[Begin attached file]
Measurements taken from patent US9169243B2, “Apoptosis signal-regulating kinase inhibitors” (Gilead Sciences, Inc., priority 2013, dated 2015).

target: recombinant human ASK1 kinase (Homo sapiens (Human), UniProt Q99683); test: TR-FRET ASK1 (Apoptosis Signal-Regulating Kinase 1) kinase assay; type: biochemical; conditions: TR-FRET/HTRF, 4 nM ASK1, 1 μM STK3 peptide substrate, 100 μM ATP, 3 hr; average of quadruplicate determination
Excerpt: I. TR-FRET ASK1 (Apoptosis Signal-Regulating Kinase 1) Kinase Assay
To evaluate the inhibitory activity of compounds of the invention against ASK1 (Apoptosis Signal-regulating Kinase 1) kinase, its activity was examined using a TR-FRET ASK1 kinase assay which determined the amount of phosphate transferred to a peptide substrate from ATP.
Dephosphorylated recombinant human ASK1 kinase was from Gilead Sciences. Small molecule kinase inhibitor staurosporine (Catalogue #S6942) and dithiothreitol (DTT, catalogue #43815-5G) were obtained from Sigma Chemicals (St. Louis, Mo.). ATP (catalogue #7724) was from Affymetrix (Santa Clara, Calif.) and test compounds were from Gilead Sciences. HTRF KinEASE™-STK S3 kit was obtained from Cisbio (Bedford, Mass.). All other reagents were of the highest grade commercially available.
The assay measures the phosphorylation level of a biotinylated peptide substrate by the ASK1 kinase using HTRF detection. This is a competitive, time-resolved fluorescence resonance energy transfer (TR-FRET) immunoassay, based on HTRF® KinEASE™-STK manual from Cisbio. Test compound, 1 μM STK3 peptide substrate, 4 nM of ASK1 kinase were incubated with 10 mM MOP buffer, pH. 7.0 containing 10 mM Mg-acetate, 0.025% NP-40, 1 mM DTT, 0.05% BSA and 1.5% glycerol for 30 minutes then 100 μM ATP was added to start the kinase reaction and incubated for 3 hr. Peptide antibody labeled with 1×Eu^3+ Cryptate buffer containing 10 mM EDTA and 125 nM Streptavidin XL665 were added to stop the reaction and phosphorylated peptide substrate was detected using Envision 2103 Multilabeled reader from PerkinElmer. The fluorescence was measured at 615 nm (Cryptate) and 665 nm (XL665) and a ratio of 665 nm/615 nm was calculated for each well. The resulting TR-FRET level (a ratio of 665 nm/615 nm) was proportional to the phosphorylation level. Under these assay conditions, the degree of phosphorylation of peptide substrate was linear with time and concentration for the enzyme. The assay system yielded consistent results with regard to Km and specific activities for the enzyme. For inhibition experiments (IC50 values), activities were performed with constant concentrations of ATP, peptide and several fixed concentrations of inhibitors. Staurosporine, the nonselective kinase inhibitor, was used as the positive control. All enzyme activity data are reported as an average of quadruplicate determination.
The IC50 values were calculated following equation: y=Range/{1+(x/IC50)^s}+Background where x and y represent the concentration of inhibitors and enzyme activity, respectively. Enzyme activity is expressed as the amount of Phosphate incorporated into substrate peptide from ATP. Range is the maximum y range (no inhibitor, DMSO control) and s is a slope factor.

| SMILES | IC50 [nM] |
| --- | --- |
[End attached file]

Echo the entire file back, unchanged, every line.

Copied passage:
Measurements taken from patent US9169243B2, “Apoptosis signal-regulating kinase inhibitors” (Gilead Sciences, Inc., priority 2013, dated 2015).

target: recombinant human ASK1 kinase (Homo sapiens (Human), UniProt Q99683); test: TR-FRET ASK1 (Apoptosis Signal-Regulating Kinase 1) kinase assay; type: biochemical; conditions: TR-FRET/HTRF, 4 nM ASK1, 1 μM STK3 peptide substrate, 100 μM ATP, 3 hr; average of quadruplicate determination
Excerpt: I. TR-FRET ASK1 (Apoptosis Signal-Regulating Kinase 1) Kinase Assay
To evaluate the inhibitory activity of compounds of the invention against ASK1 (Apoptosis Signal-regulating Kinase 1) kinase, its activity was examined using a TR-FRET ASK1 kinase assay which determined the amount of phosphate transferred to a peptide substrate from ATP.
Dephosphorylated recombinant human ASK1 kinase was from Gilead Sciences. Small molecule kinase inhibitor staurosporine (Catalogue #S6942) and dithiothreitol (DTT, catalogue #43815-5G) were obtained from Sigma Chemicals (St. Louis, Mo.). ATP (catalogue #7724) was from Affymetrix (Santa Clara, Calif.) and test compounds were from Gilead Sciences. HTRF KinEASE™-STK S3 kit was obtained from Cisbio (Bedford, Mass.). All other reagents were of the highest grade commercially available.
The assay measures the phosphorylation level of a biotinylated peptide substrate by the ASK1 kinase using HTRF detection. This is a competitive, time-resolved fluorescence resonance energy transfer (TR-FRET) immunoassay, based on HTRF® KinEASE™-STK manual from Cisbio. Test compound, 1 μM STK3 peptide substrate, 4 nM of ASK1 kinase were incubated with 10 mM MOP buffer, pH. 7.0 containing 10 mM Mg-acetate, 0.025% NP-40, 1 mM DTT, 0.05% BSA and 1.5% glycerol for 30 minutes then 100 μM ATP was added to start the kinase reaction and incubated for 3 hr. Peptide antibody labeled with 1×Eu^3+ Cryptate buffer containing 10 mM EDTA and 125 nM Streptavidin XL665 were added to stop the reaction and phosphorylated peptide substrate was detected using Envision 2103 Multilabeled reader from PerkinElmer. The fluorescence was measured at 615 nm (Cryptate) and 665 nm (XL665) and a ratio of 665 nm/615 nm was calculated for each well. The resulting TR-FRET level (a ratio of 665 nm/615 nm) was proportional to the phosphorylation level. Under these assay conditions, the degree of phosphorylation of peptide substrate was linear with time and concentration for the enzyme. The assay system yielded consistent results with regard to Km and specific activities for the enzyme. For inhibition experiments (IC50 values), activities were performed with constant concentrations of ATP, peptide and several fixed concentrations of inhibitors. Staurosporine, the nonselective kinase inhibitor, was used as the positive control. All enzyme activity data are reported as an average of quadruplicate determination.
The IC50 values were calculated following equation: y=Range/{1+(x/IC50)^s}+Background where x and y represent the concentration of inhibitors and enzyme activity, respectively. Enzyme activity is expressed as the amount of Phosphate incorporated into substrate peptide from ATP. Range is the maximum y range (no inhibitor, DMSO control) and s is a slope factor.

| SMILES | IC50 [nM] |
| --- | --- |